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A Multicenter Comparative Study of Impulse Control Disorder in Latin American Patients With Parkinson Disease

Ramírez Gómez, Carolina Candelaria MD; Serrano Dueñas, Marcos MD; Bernal, Oscar MD; Araoz, Natalia MD; Sáenz Farret, Michel MD; Aldinio, Victoria MD; Montilla, Verónica MD; Micheli, Federico MD, PhD

doi: 10.1097/WNF.0000000000000202
Original Articles

Objectives: Impulse control disorder (ICD) is a common adverse effect in patients with Parkinson disease who receive dopamine agonists; however, other factors are involved in its manifestations. To study the frequency and factors involved in the development of this adverse effect in a Latin American population, we conducted a cross-sectional multicenter study.

Methods: Two hundred fifty-five patients in 3 Latin American centers were evaluated by examination and application of scales (Unified Parkinson’s Disease Rating Scale, Questionnaire for Impulsive-Compulsive Disorders in Parkinson’s Disease-Rating Scale, Hoehn and Yahr, Clinical Impression of Severity Index for Parkinson’s Disease).

Results: Of the patients, 27.4% had ICD, most of whom were on dopamine agonists. Other associated risk factors included a younger age at onset of Parkinson disease, moderate symptoms, a shorter evolution of the clinical manifestations, rapid eye movement (REM) sleep disorder behavior, and the consumption of tea, mate, and alcohol.

Conclusions: The frequency of ICD is higher in Latin America than in Anglo-Saxon populations. Consuming tea and mate, in addition to the use of dopamine agonists, is a factor that may demonstrate a genetic link that predisposes patients to the establishment of an ICD.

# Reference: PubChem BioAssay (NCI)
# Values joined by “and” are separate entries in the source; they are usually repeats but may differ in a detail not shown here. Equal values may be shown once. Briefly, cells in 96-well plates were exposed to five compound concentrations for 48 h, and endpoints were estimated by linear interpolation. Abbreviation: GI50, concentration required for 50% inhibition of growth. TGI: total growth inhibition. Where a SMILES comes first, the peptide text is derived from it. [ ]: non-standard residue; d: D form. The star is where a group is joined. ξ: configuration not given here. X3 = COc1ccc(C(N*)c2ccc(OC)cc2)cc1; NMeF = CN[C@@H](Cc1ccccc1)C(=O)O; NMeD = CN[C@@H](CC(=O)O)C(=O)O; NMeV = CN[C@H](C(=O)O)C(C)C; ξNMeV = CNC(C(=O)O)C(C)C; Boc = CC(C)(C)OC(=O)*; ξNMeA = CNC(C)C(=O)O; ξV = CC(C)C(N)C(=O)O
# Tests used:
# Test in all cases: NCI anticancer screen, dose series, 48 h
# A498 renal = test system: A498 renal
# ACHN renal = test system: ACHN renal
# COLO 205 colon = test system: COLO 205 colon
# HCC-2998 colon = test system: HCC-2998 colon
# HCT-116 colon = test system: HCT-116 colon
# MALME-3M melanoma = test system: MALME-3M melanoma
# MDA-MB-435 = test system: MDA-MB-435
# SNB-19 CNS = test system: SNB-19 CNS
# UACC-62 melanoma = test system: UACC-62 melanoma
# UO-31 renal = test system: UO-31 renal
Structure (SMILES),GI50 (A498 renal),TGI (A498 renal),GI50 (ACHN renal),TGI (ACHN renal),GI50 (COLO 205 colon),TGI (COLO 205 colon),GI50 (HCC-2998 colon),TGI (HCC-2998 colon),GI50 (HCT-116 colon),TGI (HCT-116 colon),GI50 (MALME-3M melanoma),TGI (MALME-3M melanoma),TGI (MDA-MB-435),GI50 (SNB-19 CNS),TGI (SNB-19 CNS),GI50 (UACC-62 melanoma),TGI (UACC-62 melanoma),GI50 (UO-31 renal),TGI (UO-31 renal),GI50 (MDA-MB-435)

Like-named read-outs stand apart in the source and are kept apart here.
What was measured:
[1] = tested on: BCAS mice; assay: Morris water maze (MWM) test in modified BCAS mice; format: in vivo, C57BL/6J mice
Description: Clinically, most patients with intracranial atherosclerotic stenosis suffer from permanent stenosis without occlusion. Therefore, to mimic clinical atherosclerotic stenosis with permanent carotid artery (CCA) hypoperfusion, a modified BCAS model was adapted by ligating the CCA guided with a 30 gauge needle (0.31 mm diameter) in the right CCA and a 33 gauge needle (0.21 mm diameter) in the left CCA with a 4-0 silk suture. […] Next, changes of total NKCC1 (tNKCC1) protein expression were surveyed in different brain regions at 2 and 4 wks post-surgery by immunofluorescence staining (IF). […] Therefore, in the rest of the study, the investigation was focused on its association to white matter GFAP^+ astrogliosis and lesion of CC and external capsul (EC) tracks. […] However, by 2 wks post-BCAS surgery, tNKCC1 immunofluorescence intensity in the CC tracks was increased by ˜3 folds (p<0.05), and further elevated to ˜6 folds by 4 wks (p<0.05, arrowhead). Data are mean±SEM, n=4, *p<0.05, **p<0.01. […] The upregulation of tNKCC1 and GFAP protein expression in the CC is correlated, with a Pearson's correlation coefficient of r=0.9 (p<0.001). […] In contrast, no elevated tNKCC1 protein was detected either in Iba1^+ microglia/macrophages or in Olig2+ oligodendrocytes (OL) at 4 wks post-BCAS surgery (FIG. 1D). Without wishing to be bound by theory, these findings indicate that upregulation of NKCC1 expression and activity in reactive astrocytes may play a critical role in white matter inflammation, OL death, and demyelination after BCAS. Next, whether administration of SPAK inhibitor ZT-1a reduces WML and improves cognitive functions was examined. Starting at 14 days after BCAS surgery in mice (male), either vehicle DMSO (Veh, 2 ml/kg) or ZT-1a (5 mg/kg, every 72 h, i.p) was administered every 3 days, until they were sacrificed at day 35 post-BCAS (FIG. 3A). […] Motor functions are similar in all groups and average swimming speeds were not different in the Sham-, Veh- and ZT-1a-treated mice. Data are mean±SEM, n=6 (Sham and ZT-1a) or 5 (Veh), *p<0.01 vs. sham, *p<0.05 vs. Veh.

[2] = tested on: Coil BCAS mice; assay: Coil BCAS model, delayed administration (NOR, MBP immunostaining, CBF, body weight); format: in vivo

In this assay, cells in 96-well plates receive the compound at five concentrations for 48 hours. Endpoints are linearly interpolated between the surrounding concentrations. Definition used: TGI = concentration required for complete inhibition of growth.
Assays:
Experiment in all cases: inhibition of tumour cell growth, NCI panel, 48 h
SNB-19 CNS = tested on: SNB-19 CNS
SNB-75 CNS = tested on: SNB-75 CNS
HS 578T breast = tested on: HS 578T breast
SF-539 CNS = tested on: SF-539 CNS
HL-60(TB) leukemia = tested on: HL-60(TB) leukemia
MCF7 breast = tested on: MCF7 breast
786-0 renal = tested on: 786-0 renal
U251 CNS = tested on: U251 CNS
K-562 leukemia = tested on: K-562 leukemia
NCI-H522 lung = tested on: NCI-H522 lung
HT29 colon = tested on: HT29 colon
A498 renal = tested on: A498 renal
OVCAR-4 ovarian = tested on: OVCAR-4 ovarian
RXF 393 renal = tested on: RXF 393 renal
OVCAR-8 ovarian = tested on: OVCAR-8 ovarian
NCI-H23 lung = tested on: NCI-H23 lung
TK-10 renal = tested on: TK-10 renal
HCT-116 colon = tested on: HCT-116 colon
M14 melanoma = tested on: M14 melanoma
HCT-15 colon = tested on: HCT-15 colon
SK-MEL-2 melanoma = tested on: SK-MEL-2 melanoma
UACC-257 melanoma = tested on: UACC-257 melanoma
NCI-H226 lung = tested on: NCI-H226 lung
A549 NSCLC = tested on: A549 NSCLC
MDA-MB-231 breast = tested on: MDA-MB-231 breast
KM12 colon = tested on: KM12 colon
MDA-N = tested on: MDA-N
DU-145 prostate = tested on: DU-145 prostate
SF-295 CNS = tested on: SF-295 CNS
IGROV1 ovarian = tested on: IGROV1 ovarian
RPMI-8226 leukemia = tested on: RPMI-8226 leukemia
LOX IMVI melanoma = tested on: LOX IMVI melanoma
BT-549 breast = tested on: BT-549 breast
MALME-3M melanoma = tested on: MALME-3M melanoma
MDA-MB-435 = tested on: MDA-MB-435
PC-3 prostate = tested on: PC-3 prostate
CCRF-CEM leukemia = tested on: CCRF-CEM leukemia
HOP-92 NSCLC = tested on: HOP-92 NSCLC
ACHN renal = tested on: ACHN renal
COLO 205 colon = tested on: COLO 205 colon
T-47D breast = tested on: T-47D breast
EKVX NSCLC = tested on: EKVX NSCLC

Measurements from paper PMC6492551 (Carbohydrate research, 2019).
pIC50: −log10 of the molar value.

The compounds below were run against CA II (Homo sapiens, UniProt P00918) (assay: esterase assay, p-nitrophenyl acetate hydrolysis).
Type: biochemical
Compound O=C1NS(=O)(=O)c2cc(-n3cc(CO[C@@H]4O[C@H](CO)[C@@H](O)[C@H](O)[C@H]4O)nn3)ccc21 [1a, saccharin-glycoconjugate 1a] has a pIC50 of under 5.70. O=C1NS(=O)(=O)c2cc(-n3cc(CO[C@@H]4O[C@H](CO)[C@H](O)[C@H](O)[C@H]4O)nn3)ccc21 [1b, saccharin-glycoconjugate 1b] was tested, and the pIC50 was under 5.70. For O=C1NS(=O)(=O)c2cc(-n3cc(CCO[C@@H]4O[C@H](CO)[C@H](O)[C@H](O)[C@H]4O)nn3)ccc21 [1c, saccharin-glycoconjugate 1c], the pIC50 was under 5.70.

*Parkinson’s Disease and Movement Disorder Unit, Hospital de Clínicas “José de San Martín,” School of Medicine, University of Buenos Aires, Buenos Aires, Argentina; †School of Medicine, Pontifical Catholic University of Ecuador, and Neurological Unit, “Carlos Andrade Marín” Hospital, Quito, Ecuador; and ‡Nueva Granada Military University, Military Hospital, Santa Fe de Bogotá Foundation, Bogotá, Colombia.

Address correspondence and reprint requests to Federico Micheli, MD, PhD, Juncal 1695 5J, 1062, C.A.B.A., Argentina; E-mail:

Conflicts of Interest and Source of Funding: F.M. received honoraria from Eli Lilly, Allergan, Boehriger Ingelheim, Novartis, UCB, Merz, and Viguera. The other authors have no conflicts of interest to declare.

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